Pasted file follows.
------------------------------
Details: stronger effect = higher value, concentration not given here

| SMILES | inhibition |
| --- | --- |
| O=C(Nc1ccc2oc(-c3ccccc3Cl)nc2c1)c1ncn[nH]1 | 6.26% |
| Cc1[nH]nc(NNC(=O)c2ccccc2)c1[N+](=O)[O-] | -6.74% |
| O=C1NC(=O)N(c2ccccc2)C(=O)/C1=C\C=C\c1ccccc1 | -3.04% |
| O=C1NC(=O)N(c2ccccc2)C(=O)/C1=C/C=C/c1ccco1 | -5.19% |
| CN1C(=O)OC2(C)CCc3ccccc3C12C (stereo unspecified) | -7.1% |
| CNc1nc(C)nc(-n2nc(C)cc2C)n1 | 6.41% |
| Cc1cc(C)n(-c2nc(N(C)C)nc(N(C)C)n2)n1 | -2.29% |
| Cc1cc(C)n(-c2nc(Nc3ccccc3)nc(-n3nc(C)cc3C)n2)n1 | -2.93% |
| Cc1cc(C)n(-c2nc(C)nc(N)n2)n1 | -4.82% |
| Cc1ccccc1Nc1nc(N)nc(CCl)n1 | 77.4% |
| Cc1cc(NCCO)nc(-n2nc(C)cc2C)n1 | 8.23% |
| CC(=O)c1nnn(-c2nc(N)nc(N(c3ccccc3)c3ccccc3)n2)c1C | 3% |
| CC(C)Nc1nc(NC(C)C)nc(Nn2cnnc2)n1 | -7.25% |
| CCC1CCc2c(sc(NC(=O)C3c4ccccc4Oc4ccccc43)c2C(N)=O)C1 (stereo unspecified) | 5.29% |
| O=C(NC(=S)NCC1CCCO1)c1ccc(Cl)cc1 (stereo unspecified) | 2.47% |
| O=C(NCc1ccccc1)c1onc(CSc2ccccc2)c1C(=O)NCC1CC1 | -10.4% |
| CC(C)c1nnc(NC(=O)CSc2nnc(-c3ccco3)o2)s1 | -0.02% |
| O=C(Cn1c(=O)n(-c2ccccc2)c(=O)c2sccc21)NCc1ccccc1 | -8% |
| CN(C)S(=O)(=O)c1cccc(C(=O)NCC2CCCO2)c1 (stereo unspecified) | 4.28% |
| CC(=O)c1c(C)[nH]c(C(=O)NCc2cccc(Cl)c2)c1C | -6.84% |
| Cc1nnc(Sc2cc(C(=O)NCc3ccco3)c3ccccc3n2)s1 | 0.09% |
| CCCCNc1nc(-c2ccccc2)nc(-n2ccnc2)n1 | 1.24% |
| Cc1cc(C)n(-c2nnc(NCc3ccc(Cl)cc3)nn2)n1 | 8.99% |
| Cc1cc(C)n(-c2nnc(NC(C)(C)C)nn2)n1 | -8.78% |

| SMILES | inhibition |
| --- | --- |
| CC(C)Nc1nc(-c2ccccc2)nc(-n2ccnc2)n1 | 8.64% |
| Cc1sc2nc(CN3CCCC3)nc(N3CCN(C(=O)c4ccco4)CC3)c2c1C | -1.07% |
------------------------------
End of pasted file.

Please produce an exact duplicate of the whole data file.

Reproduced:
Details: stronger effect = higher value, concentration not given here

| SMILES | inhibition |
| --- | --- |
| O=C(Nc1ccc2oc(-c3ccccc3Cl)nc2c1)c1ncn[nH]1 | 6.26% |
| Cc1[nH]nc(NNC(=O)c2ccccc2)c1[N+](=O)[O-] | -6.74% |
| O=C1NC(=O)N(c2ccccc2)C(=O)/C1=C\C=C\c1ccccc1 | -3.04% |
| O=C1NC(=O)N(c2ccccc2)C(=O)/C1=C/C=C/c1ccco1 | -5.19% |
| CN1C(=O)OC2(C)CCc3ccccc3C12C (stereo unspecified) | -7.1% |
| CNc1nc(C)nc(-n2nc(C)cc2C)n1 | 6.41% |
| Cc1cc(C)n(-c2nc(N(C)C)nc(N(C)C)n2)n1 | -2.29% |
| Cc1cc(C)n(-c2nc(Nc3ccccc3)nc(-n3nc(C)cc3C)n2)n1 | -2.93% |
| Cc1cc(C)n(-c2nc(C)nc(N)n2)n1 | -4.82% |
| Cc1ccccc1Nc1nc(N)nc(CCl)n1 | 77.4% |
| Cc1cc(NCCO)nc(-n2nc(C)cc2C)n1 | 8.23% |
| CC(=O)c1nnn(-c2nc(N)nc(N(c3ccccc3)c3ccccc3)n2)c1C | 3% |
| CC(C)Nc1nc(NC(C)C)nc(Nn2cnnc2)n1 | -7.25% |
| CCC1CCc2c(sc(NC(=O)C3c4ccccc4Oc4ccccc43)c2C(N)=O)C1 (stereo unspecified) | 5.29% |
| O=C(NC(=S)NCC1CCCO1)c1ccc(Cl)cc1 (stereo unspecified) | 2.47% |
| O=C(NCc1ccccc1)c1onc(CSc2ccccc2)c1C(=O)NCC1CC1 | -10.4% |
| CC(C)c1nnc(NC(=O)CSc2nnc(-c3ccco3)o2)s1 | -0.02% |
| O=C(Cn1c(=O)n(-c2ccccc2)c(=O)c2sccc21)NCc1ccccc1 | -8% |
| CN(C)S(=O)(=O)c1cccc(C(=O)NCC2CCCO2)c1 (stereo unspecified) | 4.28% |
| CC(=O)c1c(C)[nH]c(C(=O)NCc2cccc(Cl)c2)c1C | -6.84% |
| Cc1nnc(Sc2cc(C(=O)NCc3ccco3)c3ccccc3n2)s1 | 0.09% |
| CCCCNc1nc(-c2ccccc2)nc(-n2ccnc2)n1 | 1.24% |
| Cc1cc(C)n(-c2nnc(NCc3ccc(Cl)cc3)nn2)n1 | 8.99% |
| Cc1cc(C)n(-c2nnc(NC(C)(C)C)nn2)n1 | -8.78% |

| SMILES | inhibition |
| --- | --- |
| CC(C)Nc1nc(-c2ccccc2)nc(-n2ccnc2)n1 | 8.64% |
| Cc1sc2nc(CN3CCCC3)nc(N3CCN(C(=O)c4ccco4)CC3)c2c1C | -1.07% |